Boo! Ridiculous. Two other athletes, one from Great Britain and another from China, suffered the same injustice although their scores ranked them 21 and 22 respectively and neither of them is the REIGNING WORLD CHAMPION IN HER SPORT.
Weiber is not the only loser in this sad saga. Whomever ultimately wins the gold medal will not be able to say she is the best artistic woman gymnast in the world. One who may have kicked her ass all over the spring floor was told "get lost - thanks for playing."
I plan to write my congressman. On this count, the Olympics suck.
UPDATE: David Wallechinsky, author of 'The Complete Book of the Olympics' saidthe Olympic philosophy is "we want to spread the wealth, we want to spread sport to other parts of the world."
But Wieber's failure to make a final that her scores suggest she clearly deserved points to a philosophy run amok, says Mr. Wallechinsky. "Sure, let them compete in the Olympics, but you don't have to let them compete in the final," he says.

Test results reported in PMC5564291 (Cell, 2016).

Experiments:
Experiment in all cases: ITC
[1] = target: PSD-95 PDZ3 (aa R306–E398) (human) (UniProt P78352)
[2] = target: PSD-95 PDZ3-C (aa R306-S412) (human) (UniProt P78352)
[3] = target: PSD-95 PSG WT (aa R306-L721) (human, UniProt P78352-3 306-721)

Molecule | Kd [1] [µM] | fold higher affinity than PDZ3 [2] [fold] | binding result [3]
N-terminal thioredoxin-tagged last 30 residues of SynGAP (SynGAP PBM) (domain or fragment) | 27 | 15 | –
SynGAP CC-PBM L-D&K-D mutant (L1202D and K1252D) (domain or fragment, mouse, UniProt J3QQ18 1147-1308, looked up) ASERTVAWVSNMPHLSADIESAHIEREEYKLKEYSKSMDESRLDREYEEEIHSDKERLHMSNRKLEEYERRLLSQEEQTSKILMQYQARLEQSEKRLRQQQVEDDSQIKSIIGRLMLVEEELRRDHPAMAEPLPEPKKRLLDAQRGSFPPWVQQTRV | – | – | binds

Click through for a good background on the rule, first imposed for the 2004 games.
The Refugee has been quiet on Three Sources of late, largely because he's rarely in a place where he can blog in a timely manner. That has not, however, limited his enjoyment thereof.
While killing time in an airport somewhere (they're all alike), he was reading the latest news about Greece and its protesters who continue to unashamedly demand the unearned. It made him think: If you offered someone either a job for $40,000 per year or $20,000 per year without working, which would most people choose?
The Refugee is going to posit this question to his kids - and they'd better not answer wrong.
Fellow freedom advocates, do not panic. Step back from the ledge. By a single vote the Supreme Court has avoided a catastrophic expansion of the Commerce Clause. The rest, as they say, is politics. Including Chief Justice Roberts' ruling:
"If an individual does not maintain health insurance, the only consequence is that he must make an additional payment to the IRS when he pays his taxes," Roberts writes. He adds that this means "the mandate is not a legal command to buy insurance. Rather, it makes going without insurance just another thing the Government taxes, like buying gasoline or earning an income."